Manta Ray Diving in Yap
Yap is gifted with it’s manta ray presence – it’s still one of the only places in the world where you have a great chance of diving with a manta ray any day of the year.
In the winter months the Manta diving is exciting, this is the time when you see small groups of rays and their courtship behavior, mantas dancing.
When you experience a mating train within arm’s reach or mantas balling together in courtship, it’s a “ten” for anyone’s dive log.
Mantas are frequently seen on drift dives transiting channels and there’s occasional outer reef deep blue water encounters. The most common and longest interactions happen at shallow cleaning stations where divers get buzzed by circling rays.
You can go manta diving every day here in small groups at sites inside the reef on calm water after short boat rides, just minutes from the hotel dock.
The manta presence is so strong that Yap State is a field research site for Manta Trust. Our rays are being identified, measured and indexed in a custom database for the conservation of all Micronesian manta rays.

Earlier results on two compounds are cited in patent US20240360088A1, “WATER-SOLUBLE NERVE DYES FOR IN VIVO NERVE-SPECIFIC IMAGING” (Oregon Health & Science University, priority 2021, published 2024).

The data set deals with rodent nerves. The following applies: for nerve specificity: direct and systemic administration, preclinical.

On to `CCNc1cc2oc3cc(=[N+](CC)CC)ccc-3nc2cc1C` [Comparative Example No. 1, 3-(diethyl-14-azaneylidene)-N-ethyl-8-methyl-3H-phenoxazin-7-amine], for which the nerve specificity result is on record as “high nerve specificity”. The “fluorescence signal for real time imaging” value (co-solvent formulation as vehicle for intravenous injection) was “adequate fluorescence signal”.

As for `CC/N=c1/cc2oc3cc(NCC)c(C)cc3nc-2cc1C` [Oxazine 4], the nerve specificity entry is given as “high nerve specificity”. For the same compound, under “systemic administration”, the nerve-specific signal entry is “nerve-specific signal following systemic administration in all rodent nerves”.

Check out this season’s manta diving:
- Manta Mating Season Dive Photos – photos and dive report from Stammtisch in January
- Yap Big Animal Diving – shots and story from Vertigo and Stammtisch during mating season
- Yap’s Manta Ray Conservation – Yap State is the world’s first manta ray sanctuary protecting the water and habitat of mantas
- Manta and Shark double tank – Yap is home to one of the best big animal two-tank dive days there is with mantas and sharks at the right time
- Early summer mantas – Valley of the Rays is open during the summer offering a channel dive manta experience
How we do it
We make a dive to a cleaning station and remain stationary at the bottom, and the Mantas come to us.
The Mantas approach, more often than not two or three at a time, and hover at the cleaning station. The Cleaning Wrasse get into the action and nibble away at parasites in the gills and on the skin, getting a free meal while the Manta gets rid of uninvited and irritating guests.
The Mantas will be as close as a few feet from the divers, and the action often goes on for quite some time. The shallow depth and the divers remaining stationary at the cleaning station allows for extended dive times, a typical dive can last 55 to 75 minutes with several Mantas or groups of Mantas being “serviced” at arms length – cleaning station encounters are outstanding for photography. This is an experience that cannot be put in words.
Some simple rules for the dives:
- We NEVER touch the mantas. They don’t like it, and we respect that.
- We don’t use video lights.
- Avoid hanging on to living coral. There’s plenty of rock and dead coral.
- Avoid blowing large bubbles under the mantas.
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